Dry Well

I’m staring at the screen and searching for inspiration and knowing I have a post due. But what can I write, when I’m feeling tired and my well has gone dry?  What do you have for me to inspire others’ with, Lord, when I’m wondering if I’m inspired myself?  I trace my tiredness and think about the last twenty-four hours; a text from a friend who’d just finished a doctor’s appointment with her mother who’d learned she has breast cancer; a family reunion with so many conversations; my husband diagnosed with flu after recently having pneumonia; me hooked on my first podcast, a true crime investigation that has me going back to listen every chance I get.

Maybe I’ve worn myself down from my own intensity.

My last twenty-four hours hasn’t been unusual; they’re the kinds of things that any of us could have.  But for some of us the way we live our lives, the way we think, and perhaps overthink situations is part of what leaves us feeling depleted.  This reminds me of another time.


Bike path at Jekyll Island, Georgia

It was a few weeks before my fiftieth birthday.  At that time, between my work, family, and volunteer activities, I was overwhelmed, tired from my over-scheduled life.  I wrote in my journal, “All the good parts of me are dying.”  It was time for me to change the way I was living.

After a lot of thought and prayer, the counsel that came to me was from Psalm 46:10: “Be stilI and know that I am God.”  It was time for me to let go of all that I could so that I had the time and space to be still.  For my birthday present, I’d take a solo journey like the first one to Sedona.

I headed to Jekyll Island, Georgia and now think of the ways I was renewed there.  I drew away from others to be alone.  While I love spending time with family and friends, I can also feel drained, finding it hard to moderate my energy, having a tendency to take on their concerns more than necessary.  I need to balance time with others and time with self, like a human equation.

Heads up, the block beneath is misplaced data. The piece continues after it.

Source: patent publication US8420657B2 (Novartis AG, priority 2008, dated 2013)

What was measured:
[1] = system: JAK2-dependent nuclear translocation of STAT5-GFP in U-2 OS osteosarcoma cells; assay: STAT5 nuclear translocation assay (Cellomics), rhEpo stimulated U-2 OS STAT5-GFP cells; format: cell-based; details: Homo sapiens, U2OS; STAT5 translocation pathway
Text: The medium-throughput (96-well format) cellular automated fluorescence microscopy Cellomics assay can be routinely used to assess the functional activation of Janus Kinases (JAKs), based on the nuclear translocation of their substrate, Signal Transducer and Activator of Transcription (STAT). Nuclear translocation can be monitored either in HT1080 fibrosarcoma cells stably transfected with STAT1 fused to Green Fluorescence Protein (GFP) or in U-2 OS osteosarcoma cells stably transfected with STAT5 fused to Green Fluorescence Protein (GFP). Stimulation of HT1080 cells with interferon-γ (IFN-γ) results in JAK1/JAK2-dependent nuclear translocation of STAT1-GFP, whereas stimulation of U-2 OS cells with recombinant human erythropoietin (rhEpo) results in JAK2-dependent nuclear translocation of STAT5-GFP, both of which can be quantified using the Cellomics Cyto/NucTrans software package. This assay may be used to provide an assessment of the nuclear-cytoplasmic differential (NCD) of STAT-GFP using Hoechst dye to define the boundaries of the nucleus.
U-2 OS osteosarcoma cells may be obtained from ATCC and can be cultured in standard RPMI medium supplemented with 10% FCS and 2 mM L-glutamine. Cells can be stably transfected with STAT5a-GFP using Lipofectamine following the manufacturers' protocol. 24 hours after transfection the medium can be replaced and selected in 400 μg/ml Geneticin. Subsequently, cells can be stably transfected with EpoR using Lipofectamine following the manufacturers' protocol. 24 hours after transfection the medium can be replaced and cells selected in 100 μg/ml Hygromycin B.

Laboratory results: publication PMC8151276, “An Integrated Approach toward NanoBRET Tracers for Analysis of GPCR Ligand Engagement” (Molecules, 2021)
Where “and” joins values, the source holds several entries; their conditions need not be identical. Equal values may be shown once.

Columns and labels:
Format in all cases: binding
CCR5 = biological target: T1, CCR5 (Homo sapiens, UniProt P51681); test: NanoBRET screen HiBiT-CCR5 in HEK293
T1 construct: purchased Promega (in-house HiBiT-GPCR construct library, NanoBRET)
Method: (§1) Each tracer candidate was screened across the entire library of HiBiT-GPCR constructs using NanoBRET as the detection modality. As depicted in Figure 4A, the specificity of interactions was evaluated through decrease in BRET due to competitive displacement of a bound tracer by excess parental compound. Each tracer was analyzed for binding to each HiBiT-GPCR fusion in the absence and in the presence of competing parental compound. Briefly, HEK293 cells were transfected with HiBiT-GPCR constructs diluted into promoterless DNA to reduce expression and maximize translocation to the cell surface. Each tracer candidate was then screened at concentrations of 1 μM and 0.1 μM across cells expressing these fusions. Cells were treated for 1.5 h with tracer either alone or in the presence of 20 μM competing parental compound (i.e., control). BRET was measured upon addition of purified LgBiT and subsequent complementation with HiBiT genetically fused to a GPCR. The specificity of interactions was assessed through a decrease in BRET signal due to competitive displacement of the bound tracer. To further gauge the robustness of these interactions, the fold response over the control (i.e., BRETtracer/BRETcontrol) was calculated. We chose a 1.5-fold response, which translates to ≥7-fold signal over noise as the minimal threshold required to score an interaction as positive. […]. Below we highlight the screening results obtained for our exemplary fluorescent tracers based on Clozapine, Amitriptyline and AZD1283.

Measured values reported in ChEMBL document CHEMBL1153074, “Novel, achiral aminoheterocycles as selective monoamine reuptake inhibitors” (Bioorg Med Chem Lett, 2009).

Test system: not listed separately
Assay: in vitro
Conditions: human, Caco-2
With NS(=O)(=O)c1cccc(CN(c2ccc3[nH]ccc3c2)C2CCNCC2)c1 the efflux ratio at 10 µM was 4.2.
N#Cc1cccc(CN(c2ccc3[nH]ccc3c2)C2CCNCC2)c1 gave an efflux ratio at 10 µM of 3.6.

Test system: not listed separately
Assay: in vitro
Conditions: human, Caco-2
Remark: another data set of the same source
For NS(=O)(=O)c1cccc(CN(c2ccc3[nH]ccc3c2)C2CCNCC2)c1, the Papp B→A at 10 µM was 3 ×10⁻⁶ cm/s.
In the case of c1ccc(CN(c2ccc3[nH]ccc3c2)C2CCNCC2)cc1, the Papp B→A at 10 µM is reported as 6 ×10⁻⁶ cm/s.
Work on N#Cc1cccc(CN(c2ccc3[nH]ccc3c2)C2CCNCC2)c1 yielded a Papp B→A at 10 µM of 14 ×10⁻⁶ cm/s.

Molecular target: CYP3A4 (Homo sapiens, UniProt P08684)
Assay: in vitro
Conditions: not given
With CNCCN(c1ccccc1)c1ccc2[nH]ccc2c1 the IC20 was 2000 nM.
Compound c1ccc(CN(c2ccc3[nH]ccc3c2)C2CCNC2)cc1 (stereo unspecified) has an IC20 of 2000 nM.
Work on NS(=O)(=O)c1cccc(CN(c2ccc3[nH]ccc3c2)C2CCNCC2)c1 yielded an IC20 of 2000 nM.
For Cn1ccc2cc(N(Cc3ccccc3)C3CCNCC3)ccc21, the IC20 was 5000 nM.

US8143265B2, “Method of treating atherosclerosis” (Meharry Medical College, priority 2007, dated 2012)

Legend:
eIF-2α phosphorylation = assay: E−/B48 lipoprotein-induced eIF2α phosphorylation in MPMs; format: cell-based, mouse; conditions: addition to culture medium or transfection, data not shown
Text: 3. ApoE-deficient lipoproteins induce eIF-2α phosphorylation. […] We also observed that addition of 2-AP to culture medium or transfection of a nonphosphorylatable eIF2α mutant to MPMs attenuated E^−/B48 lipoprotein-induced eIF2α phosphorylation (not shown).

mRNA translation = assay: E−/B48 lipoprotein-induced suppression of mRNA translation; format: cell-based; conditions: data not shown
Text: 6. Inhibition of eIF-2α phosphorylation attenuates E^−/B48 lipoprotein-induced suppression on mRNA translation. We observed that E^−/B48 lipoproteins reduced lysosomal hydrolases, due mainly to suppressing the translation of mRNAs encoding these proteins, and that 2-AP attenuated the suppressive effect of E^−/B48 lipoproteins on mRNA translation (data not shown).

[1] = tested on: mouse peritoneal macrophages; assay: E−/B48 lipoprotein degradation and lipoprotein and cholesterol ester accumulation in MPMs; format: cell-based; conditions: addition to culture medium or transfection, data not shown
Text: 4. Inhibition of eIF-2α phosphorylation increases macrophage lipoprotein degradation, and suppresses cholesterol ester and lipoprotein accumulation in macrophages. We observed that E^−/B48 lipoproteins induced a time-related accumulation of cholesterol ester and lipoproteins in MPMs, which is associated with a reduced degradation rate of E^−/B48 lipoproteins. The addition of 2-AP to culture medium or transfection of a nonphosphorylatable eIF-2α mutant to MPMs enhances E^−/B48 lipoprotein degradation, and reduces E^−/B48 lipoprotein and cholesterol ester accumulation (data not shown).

Much of my day at Jekyll was spent in quiet.  I’d ride my bike on the path around the island, walk under the shade of the live oaks and mostly encounter the sounds of nature or people talking when they passed.  At night, I could watch television in my hotel room, but like my podcast, I had control of that noise.


Marsh loop

The other thing I remember about Jekyll was that I had to remind myself, “Slow Down.  You don’t need to be in a hurry.”  I was so used to feeling like I had to be on a schedule, constantly productive, that it was hard for me to relax.  While I’m at a different point in my life now, retired from full-time work and writing at home, it’s a different kind of busy.  But still, it’s the same me who tends to wear myself out.

So, I come back around to my starting point and think about how my Jekyll Island journey applies to me now.  I do a post-mortem of the last twenty-four hours.  Like it is for everyone, some days are more intense than others.  But tomorrow’s a new day when I can find ways to balance the equation.  There will be time to be alone, relax in silence, and fill my idea well.

Now, I’m thankful for what my Jekyll Island Journey taught me and that this post is written!


View of the Atlantic from a driftwood beach

What about you?

How do you handle feeling depleted, uninspired?

 What patterns do you see in your life for how you arrive at that point?

What ways have you learned to restore yourself?



12 thoughts on “Dry Well